Mathematics Stack Exchange is a question and answer site for people studying math at any level and professionals in related fields. Join them; it only takes a minute:

Sign up
Here's how it works:
  1. Anybody can ask a question
  2. Anybody can answer
  3. The best answers are voted up and rise to the top

I'm having trouble with the following problem:

Tom starts running towards a park which is at $800$m from him at speed $20$ m/s. Kate who starts running with Tom at $25$ m/s goes back and forth between park and Tom until Tom reaches the park.

Find total distance covered by Kate.

I calculated the sum until Tom and Kate meet each other the second time, and I get the total distance covered by Kate until that time to be $800+88.9+88.9$.

However after that the calculations become too complex. Is there any other way to do this?

share|cite|improve this question
I did the sum until Tom and Kate meet each other the second time so I get total distance covered by Kate until that to be 800+88.9+88.9. However after that the calculations become too complex is there any other way to do this – Sudhanshu Aug 4 '14 at 15:57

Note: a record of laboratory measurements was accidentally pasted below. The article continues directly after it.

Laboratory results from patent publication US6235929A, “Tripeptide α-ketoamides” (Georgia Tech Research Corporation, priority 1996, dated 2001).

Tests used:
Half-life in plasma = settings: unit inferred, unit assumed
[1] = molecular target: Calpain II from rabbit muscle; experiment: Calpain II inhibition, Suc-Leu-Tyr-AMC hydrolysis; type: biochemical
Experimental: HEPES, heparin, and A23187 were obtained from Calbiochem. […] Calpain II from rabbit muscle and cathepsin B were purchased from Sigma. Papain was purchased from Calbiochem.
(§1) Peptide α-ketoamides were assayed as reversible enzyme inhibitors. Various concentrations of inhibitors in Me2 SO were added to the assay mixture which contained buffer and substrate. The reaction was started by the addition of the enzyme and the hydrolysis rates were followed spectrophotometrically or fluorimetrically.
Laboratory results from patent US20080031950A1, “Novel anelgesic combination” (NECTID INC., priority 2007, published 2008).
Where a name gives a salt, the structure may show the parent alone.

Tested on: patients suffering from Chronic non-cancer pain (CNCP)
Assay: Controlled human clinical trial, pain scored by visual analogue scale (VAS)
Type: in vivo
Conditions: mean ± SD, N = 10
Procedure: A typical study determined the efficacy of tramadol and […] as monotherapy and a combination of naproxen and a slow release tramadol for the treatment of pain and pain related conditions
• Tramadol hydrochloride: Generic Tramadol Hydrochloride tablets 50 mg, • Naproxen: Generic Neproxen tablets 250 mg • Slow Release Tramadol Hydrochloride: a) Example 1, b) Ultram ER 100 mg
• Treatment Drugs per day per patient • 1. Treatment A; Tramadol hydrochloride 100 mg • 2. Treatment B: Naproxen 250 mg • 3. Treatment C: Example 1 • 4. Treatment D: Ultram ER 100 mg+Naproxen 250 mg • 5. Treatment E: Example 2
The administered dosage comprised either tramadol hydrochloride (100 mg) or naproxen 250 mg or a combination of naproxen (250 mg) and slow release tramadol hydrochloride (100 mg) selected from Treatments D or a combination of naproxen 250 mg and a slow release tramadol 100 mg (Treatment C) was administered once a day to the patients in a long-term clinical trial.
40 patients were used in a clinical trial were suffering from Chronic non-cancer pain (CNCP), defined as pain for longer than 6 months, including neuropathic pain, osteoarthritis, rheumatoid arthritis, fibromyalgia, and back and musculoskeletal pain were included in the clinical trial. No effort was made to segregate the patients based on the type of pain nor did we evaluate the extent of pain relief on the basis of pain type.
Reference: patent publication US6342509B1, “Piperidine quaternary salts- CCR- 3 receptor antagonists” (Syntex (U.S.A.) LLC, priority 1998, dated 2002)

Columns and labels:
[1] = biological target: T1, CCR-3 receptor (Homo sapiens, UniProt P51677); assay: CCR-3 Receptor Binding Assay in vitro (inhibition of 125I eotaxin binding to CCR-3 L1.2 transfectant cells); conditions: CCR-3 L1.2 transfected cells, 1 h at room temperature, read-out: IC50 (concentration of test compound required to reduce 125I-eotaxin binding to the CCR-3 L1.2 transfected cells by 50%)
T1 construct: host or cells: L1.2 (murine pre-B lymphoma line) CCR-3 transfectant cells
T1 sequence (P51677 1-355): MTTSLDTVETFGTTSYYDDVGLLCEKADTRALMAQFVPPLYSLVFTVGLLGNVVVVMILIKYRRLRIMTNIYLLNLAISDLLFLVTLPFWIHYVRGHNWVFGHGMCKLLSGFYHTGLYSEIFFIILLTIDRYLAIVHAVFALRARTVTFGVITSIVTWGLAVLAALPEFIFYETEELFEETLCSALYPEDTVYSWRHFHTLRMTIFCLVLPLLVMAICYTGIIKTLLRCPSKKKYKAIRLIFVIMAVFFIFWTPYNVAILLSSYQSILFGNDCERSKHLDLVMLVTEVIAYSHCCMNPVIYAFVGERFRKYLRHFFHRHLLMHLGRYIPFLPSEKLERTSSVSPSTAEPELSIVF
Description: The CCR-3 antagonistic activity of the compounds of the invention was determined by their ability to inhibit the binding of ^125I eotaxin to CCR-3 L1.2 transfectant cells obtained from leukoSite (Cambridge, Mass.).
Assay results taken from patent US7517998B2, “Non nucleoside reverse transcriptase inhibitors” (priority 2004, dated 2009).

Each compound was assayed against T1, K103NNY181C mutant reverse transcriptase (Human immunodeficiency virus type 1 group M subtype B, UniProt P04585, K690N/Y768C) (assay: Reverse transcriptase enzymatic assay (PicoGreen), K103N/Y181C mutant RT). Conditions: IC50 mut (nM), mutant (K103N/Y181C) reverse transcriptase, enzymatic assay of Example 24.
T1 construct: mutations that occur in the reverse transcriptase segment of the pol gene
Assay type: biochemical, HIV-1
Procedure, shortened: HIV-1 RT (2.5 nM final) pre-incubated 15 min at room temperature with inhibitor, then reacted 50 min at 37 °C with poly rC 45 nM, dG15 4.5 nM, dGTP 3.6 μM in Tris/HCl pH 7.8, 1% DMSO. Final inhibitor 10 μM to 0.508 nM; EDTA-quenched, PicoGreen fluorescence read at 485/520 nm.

Easier: How long does Tom run? How long does Kate run? – hardmath Aug 4 '14 at 15:59
Tom runs for 40 s so does that mean Kate covers 25 *40 = 1000 m Is it that simple!! Please tell me if I am doing it right – Sudhanshu Aug 4 '14 at 16:01
This is a very similar problem to the famous fly puzzle. See here – Mathmo123 Aug 4 '14 at 16:38
1000 meters in 40 seconds has got to be a new world record. – kasperd Aug 4 '14 at 21:56
up vote 9 down vote accepted

The key is that it doesn't matter "where" Kate runs ; we only want to know the distance she runs, and since we know her speed it suffices to know how long she's been running. Since she runs as long as Tom does, we only need to look at Tom's speed and distance. The solution with the geometric series is uselessly over-descriptive but correct too.

Hope that helps,

share|cite|improve this answer
Assuming that her speed is constant, with no slowing down or speeding up when she changes direction. – MattClarke Aug 4 '14 at 23:39
@MattClarke : That's the dream. Welcome to physics, where dreams are assumed. – Patrick Da Silva Aug 5 '14 at 0:41

$$800\frac{25}{20}=1000$$ Kate ran for the same lapse of time as Tom.

share|cite|improve this answer
In other words, you don't need to know the time. After any amount of time, Kate has run $25$% ($25/20=1.25 => 25$%) further than Tom. – Scott Aug 4 '14 at 20:11

Your Answer


By posting your answer, you agree to the privacy policy and terms of service.

Not the answer you're looking for? Browse other questions tagged or ask your own question.